The COVID-19 vaccine is just days to weeks away from becoming a reality. However, while the FDA confirmed on Tuesday that the Pfizer vaccine appears to meet the standard for emergency use authorization, confirming both its safety and efficacy, there are still a lot of people who are concerned about its potential side effects. One nurse researcher, Kristen Choi, Ph.D., RN, wants to raise awareness about the "worst-case scenario" side effects of the two-part vaccine that could potentially save thousands upon thousands of lives if enough of the population rolls up their sleeves and receives it. SPOILER ALERT: She says take the vaccine anyway! It's essential to do so, to stop this pandemic! Read on,. Read on, and to ensure your health and the health of others, don't miss these Sure Signs You've Already Had Coronavirus.
The Worst Symptom Will Likely Be a Fever
In a perspective piece published on Monday in JAMA Internal Medicine, Choi details her experience receiving the experimental COVID-19 vaccine in a phase 3 trial. She reveals that her worst symptom was a fleeting but extremely high fever — which happens to be one of the main initial symptoms of the virus itself — and that it appeared after she received the booster a month after her initial injection.
She explains that after the second dose, she immediately started experiencing symptoms. "My arm quickly became painful at the injection site, much more than the first time. By the end of the day, I felt light-headed, chilled, nauseous, and had a splitting headache. I went to bed early and fell asleep immediately. Around midnight, I woke up feeling worse—feverish and chilled, nauseated, dizzy, and hardly able to lift my arm from muscle pain at the injection site. My temperature was 99.4 °F (37.4 °C). I tossed and turned, sleeping little during the rest of the night," she wrote.
"When I woke up again at 5:30 am, I felt hot. Burning. I took my temperature and looked at the reading: 104.9 °F (40.5 °C). This was the highest fever I can ever remember having, and it scared me. I took acetaminophen and drank a glass of water. When the research office opened at 9 am, I called to report my reaction to the injection. Thankfully, my fever had come down to 102.0 °F (38.9 °C) by then."
She continued to explain that the research nurse confirmed that "A lot of people have reactions after the second injection." She continued monitoring her symptoms, with her fever hovering around 99.5 °F (37.5 °C) for the rest of the day. "By the next morning, all my symptoms were gone except a sore, swollen bump at the injection site," she added.
These Symptoms Are Worst Case Scenario
It is important to note that Choi's symptoms are not a common side effect of the vaccine. Two vaccine experts, William J. Moss, MD, MPH, executive director of the International Vaccine Access Center at Johns Hopkins' Bloomberg School of Public Health in Baltimore, Maryland and Albert Rizzo, MD, chief medical officer for the American Lung Association, confirmed to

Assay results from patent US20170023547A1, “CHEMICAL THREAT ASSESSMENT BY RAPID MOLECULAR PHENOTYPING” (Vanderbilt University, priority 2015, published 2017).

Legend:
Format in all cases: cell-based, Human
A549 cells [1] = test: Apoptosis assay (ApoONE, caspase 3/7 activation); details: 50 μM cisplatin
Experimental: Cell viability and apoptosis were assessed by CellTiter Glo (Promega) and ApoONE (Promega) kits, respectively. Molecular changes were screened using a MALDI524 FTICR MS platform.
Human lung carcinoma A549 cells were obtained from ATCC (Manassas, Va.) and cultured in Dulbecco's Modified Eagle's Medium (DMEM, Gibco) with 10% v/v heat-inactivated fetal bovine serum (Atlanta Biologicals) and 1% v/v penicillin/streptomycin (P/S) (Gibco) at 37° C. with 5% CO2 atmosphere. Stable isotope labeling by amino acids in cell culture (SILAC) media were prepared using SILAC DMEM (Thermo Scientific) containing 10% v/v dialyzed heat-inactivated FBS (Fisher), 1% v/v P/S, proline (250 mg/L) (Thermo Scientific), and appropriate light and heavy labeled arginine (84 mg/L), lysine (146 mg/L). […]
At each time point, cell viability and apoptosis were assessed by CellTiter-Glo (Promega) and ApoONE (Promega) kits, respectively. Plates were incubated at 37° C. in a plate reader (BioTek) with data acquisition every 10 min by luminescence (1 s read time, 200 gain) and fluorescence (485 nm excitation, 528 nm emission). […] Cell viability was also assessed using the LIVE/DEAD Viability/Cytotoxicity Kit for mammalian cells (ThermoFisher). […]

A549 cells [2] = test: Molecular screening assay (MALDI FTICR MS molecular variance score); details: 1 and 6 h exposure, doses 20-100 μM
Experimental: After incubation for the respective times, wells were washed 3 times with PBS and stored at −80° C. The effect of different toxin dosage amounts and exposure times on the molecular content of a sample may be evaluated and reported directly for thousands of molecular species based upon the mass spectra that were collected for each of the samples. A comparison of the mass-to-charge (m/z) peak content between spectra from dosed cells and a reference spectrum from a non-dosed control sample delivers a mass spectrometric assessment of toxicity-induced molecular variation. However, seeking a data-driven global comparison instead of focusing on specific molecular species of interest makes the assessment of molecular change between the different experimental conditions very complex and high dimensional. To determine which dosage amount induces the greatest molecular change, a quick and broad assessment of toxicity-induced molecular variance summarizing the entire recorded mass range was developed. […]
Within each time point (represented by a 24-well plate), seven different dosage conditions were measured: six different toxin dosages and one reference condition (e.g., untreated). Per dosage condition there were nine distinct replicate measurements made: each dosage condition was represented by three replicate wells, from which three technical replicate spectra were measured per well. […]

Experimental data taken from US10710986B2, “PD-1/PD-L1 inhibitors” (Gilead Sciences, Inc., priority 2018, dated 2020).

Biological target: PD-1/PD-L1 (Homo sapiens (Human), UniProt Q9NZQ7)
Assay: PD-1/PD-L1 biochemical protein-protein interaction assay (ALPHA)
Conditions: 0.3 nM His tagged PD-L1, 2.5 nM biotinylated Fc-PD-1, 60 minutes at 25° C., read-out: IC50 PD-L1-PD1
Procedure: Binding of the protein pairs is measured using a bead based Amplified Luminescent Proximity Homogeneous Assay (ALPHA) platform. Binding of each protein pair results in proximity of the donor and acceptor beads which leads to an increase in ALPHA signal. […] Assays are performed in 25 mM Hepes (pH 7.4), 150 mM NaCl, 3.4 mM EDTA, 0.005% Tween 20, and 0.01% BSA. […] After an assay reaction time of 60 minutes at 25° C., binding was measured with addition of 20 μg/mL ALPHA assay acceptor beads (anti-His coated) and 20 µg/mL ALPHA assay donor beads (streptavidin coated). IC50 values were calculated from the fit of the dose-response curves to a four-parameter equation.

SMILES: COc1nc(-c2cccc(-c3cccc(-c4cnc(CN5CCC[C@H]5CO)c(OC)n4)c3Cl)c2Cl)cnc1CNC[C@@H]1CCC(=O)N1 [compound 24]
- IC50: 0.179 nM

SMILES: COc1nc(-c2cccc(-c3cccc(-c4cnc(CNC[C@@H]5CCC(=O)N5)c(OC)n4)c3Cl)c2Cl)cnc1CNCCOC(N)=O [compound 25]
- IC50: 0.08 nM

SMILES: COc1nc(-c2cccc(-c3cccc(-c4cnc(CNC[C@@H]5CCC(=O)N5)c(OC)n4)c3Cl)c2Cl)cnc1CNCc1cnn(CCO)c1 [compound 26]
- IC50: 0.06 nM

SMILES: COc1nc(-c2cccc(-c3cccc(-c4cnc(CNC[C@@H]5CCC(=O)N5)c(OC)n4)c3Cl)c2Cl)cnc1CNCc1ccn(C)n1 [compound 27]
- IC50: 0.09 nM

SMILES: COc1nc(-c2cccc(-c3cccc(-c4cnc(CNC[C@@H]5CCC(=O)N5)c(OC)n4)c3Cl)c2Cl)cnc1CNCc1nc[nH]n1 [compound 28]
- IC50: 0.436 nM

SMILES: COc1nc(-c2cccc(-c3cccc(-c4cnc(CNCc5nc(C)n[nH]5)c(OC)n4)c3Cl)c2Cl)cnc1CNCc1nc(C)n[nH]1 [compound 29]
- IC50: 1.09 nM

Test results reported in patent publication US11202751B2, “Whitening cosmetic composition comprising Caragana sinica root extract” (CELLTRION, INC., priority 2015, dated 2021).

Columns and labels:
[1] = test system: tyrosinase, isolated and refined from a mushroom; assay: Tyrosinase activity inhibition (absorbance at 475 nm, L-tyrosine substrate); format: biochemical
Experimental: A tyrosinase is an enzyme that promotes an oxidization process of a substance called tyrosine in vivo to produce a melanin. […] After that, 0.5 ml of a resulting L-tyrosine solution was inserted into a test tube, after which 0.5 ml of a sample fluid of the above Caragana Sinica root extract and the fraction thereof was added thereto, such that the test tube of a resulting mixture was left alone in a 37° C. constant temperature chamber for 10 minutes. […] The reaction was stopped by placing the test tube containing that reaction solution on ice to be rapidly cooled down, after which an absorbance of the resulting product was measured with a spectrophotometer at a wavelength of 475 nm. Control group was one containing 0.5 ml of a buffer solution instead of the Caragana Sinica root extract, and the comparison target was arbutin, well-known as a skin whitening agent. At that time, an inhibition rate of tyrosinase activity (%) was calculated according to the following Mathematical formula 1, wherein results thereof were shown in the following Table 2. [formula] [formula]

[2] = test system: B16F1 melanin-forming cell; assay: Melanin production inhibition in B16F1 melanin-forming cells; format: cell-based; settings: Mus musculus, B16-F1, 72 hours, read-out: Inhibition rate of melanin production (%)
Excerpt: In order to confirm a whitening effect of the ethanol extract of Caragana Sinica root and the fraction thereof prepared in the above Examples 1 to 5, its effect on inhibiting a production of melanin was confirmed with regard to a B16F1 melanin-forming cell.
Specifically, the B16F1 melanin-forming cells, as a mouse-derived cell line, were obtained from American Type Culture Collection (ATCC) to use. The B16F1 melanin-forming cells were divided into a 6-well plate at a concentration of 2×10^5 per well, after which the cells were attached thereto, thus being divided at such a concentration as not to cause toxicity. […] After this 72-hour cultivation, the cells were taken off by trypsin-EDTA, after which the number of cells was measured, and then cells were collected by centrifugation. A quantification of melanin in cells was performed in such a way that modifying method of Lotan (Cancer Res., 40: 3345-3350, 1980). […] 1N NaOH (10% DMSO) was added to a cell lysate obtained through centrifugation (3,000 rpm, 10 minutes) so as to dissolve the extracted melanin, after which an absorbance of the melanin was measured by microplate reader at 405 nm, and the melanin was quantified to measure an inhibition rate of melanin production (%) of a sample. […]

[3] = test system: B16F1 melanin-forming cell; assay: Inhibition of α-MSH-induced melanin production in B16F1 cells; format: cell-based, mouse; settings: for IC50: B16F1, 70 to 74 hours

Medscape Medical News that they are the worst case scenario.
"The type of side effects we're seeing with the Pfizer and Moderna vaccines are typical of any vaccine, though there is a spectrum," Moss explained. "The numbers I've seen range from maybe 2% to 10% — maybe up to 15% — of people having these kinds of really noticeable side effects. Again all transient. But some people have more severe [reactions] than others."
Dr. Anthony Fauci, the director of the National Institute of Allergy and Infectious Diseases, has said "prolonged side effects" from vaccines like this are "very rare," mentioning "side effects that occur" can include "immediate pain in the arm and the fever."
Keep in mind that COVID-19 is responsible for the deaths of 1.54 million people globally. Of the survivors hundreds of thousands haven't fully recovered, with many suffering from prolonged symptoms for months on end. However, vaccine symptoms — even the most extreme — "are always transient, lasting 12-36 hours, maybe 48 hours," Moss reiterates.
"I Would Do it Again in a Heartbeat"
Choi also clarified that it hasn't been confirmed whether she actually received the COVID-19 vaccine or if it was the placebo, but due to her symptoms she is confident it was the former.
Choi wants to make it clear that she is all for the vaccine. "I would do it again in a heartbeat even if I knew I was going to have the same reaction," she said.
As for yourself, follow Dr. Anthony Fauci's fundamentals and help end this surge, until he says not to, vaccine or no vaccine—wear a face mask, social distance, avoid large crowds, don't go indoors with people you're not sheltering with (especially in bars), practice good hand hygiene and to protect your life and the lives of others, and don't visit any of these 35 Places You're Most Likely to Catch COVID.